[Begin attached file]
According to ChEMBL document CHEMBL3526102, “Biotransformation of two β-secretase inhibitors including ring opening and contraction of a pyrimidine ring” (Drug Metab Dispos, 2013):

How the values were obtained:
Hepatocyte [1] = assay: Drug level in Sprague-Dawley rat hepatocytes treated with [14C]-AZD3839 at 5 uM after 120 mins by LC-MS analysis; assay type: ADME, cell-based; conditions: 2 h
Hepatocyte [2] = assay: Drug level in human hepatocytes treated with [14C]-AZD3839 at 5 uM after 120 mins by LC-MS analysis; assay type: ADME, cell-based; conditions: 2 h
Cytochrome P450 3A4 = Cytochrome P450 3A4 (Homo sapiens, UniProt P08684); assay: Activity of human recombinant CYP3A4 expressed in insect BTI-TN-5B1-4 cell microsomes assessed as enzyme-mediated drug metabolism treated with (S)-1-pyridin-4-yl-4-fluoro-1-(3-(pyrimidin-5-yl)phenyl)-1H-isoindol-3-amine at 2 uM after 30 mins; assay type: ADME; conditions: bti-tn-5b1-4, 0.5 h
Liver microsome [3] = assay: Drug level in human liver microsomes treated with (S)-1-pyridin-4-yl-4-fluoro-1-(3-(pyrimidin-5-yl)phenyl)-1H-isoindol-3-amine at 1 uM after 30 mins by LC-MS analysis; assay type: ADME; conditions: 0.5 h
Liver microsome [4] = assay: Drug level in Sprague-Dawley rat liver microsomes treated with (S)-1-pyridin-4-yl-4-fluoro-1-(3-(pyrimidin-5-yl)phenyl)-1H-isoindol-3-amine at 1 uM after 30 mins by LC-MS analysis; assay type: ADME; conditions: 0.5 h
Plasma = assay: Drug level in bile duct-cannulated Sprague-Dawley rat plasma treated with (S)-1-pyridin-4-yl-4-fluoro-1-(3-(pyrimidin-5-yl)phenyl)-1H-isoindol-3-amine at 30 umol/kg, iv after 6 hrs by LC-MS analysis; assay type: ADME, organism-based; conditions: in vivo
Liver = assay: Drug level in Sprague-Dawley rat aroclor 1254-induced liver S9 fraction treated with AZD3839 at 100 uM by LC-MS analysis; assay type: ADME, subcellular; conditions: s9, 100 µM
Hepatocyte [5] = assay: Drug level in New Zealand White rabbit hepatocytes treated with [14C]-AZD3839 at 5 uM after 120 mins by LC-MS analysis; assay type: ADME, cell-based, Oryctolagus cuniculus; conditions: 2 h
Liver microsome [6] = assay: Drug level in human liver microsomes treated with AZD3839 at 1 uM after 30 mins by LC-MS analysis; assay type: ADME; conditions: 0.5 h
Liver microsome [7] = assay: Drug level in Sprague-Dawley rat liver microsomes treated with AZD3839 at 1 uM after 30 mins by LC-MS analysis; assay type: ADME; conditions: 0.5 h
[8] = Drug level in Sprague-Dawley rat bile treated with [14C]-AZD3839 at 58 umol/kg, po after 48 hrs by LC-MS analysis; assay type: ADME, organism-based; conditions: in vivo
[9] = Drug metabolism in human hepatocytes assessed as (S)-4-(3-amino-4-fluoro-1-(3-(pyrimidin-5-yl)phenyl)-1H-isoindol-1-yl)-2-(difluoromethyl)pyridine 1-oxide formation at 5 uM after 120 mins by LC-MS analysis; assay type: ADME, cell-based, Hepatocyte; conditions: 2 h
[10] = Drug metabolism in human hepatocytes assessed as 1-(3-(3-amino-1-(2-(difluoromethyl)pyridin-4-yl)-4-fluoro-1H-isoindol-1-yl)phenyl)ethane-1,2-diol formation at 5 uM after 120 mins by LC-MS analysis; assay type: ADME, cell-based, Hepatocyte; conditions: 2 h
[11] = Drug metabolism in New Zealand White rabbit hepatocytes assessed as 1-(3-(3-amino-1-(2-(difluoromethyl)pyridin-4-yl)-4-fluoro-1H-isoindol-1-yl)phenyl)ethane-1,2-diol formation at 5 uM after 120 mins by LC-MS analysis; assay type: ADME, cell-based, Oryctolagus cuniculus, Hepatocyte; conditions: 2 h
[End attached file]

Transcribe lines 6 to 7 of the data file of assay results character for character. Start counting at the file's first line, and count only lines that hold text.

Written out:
Liver microsome [3] = assay: Drug level in human liver microsomes treated with (S)-1-pyridin-4-yl-4-fluoro-1-(3-(pyrimidin-5-yl)phenyl)-1H-isoindol-3-amine at 1 uM after 30 mins by LC-MS analysis; assay type: ADME; conditions: 0.5 h
Liver microsome [4] = assay: Drug level in Sprague-Dawley rat liver microsomes treated with (S)-1-pyridin-4-yl-4-fluoro-1-(3-(pyrimidin-5-yl)phenyl)-1H-isoindol-3-amine at 1 uM after 30 mins by LC-MS analysis; assay type: ADME; conditions: 0.5 h